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AMERICAN NOTES for GENERAL CIRCULATION - Charles Dickens
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Charles Dickens:

AMERICAN NOTES for GENERAL CIRCULATION - Paperback

ISBN: 1545191700

[SR: 570059], Paperback, [EAN: 9781545191705], CreateSpace Independent Publishing Platform, CreateSpace Independent Publishing Platform, Book, [PU: CreateSpace Independent Publishing Plat… More...

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Dickens, Charles:

AMERICAN NOTES for GENERAL CIRCULATION - Paperback

2017, ISBN: 1545191700

[EAN: 9781545191705], Gebraucht, sehr guter Zustand, [PU: CreateSpace Independent Publishing Platform], Clean, no previous owner name in front of book, no notes or underlining in book, un… More...

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Charles Dickens:
AMERICAN NOTES for GENERAL CIRCULATION - Paperback

2017

ISBN: 9781545191705

[ Edition: reprint ]. Good Condition. [ No Hassle 30 Day Returns ][ Ships Daily ] [ Underlining/Highlighting: SOME ] [ Writing: NONE ] Publisher: CreateSpace Independent Publishing P… More...

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AMERICAN NOTES for GENERAL CIRCULATION

We all dined together that day; and a rather formidable party we were: no fewer than eighty-six strong. The vessel being pretty deep in the water, with all her coals on board and so many passengers, and the weather being calm and quiet, there was but little motion; so that before the dinner was half over, even those passengers who were most distrustful of themselves plucked up amazingly; and those who in the morning had returned to the universal question, ‘Are you a good sailor?’ a very decided negative, now either parried the inquiry with the evasive reply, ‘Oh! I suppose I’m no worse than anybody else;’ or, reckless of all moral obligations, answered boldly ‘Yes:’ and with some irritation too, as though they would add, ‘I should like to know what you see in me, sir, particularly, to justify suspicion!’ Notwithstanding this high tone of courage and confidence, I could not but observe that very few remained long over their wine; and that everybody had an unusual love of the open air; and that the favourite and most coveted seats were invariably those nearest to the door. The tea-table, too, was by no means as well attended as the dinner-table; and there was less whist-playing than might have been expected. Still, with the exception of one lady, who had retired with some precipitation at dinner-time, immediately after being assisted to the finest cut of a very yellow boiled leg of mutton with very green capers, there were no invalids as yet; and walking, and smoking, and drinking of brandy-and-water (but always in the open air), went on with unabated spirit, until eleven o’clock or thereabouts, when ‘turning in’—no sailor of seven hours’ experience talks of going to bed—became the order of the night. The perpetual tramp of boot-heels on the decks gave place to a heavy silence, and the whole human freight was stowed away below, excepting a very few stragglers, like myself, who were probably, like me, afraid to go there. To one unaccustomed to such scenes, this is a very striking time on shipboard. Afterwards, and when its novelty had long worn off, it never ceased to have a peculiar interest and charm for me. The gloom through which the great black mass holds its direct and certain course; the rushing water, plainly heard, but dimly seen; the broad, white, glistening track, that follows in the vessel’s wake; the men on the look-out forward, who would be scarcely visible against the dark sky, but for their blotting out some score of glistening stars; the helmsman at the wheel, with the illuminated card before him, shining, a speck of light amidst the darkness, like something sentient and of Divine intelligence; the melancholy sighing of the wind through block, and rope, and chain; the gleaming forth of light from every crevice, nook, and tiny piece of glass about the decks, as though the ship were filled with fire in hiding, ready to burst through any outlet, wild with its resistless power of death and ruin. At first, too, and even when the hour, and all the objects it exalts, have come to be familiar, it is difficult, alone and thoughtful, to hold them to their proper shapes and forms. They change with the wandering fancy; assume the semblance of things left far away; put on the well-remembered aspect of favourite places dearly loved; and even people them with shadows. Streets, houses, rooms; figures so like their usual occupants, that they have startled me by their reality, which far exceeded, as it seemed to me, all power of mine to conjure up the absent; have, many and many a time, at such an hour, grown suddenly out of objects with whose real look, and use, and purpose, I was as well acquainted as with my own two hands. My own two hands, and feet likewise, being very cold, however, on this particular occasion,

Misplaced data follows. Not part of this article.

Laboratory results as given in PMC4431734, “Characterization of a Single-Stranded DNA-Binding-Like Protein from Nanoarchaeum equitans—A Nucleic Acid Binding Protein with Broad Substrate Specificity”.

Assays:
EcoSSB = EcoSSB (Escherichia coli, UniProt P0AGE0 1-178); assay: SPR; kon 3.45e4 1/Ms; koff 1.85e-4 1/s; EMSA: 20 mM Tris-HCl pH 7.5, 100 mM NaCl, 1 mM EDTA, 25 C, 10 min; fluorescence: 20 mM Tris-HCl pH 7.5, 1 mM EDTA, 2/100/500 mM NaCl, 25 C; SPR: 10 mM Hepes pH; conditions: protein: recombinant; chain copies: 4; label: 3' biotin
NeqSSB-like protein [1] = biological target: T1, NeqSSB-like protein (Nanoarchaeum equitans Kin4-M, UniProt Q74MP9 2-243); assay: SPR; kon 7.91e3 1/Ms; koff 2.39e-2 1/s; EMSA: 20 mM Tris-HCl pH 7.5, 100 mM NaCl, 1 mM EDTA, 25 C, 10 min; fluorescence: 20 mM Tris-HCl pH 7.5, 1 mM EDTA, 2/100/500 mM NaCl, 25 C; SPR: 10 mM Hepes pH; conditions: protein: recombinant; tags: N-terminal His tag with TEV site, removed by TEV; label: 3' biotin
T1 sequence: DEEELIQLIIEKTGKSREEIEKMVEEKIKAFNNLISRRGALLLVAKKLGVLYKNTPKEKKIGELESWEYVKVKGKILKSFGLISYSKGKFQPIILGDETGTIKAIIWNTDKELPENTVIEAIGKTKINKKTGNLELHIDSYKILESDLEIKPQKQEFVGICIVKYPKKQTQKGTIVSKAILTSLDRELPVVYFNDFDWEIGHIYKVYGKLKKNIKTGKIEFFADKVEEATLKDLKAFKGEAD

Details of the book - AMERICAN NOTES for GENERAL CIRCULATION


EAN (ISBN-13): 9781545191705
ISBN (ISBN-10): 1545191700
Paperback
Publishing year: 2017
Publisher: CreateSpace Independent Publishing Platform

Book in our database since 2018-03-28T11:48:45+01:00 (London)
Detail page last modified on 2021-05-12T11:34:43+01:00 (London)
ISBN/EAN: 9781545191705

ISBN - alternate spelling:
1-5451-9170-0, 978-1-5451-9170-5


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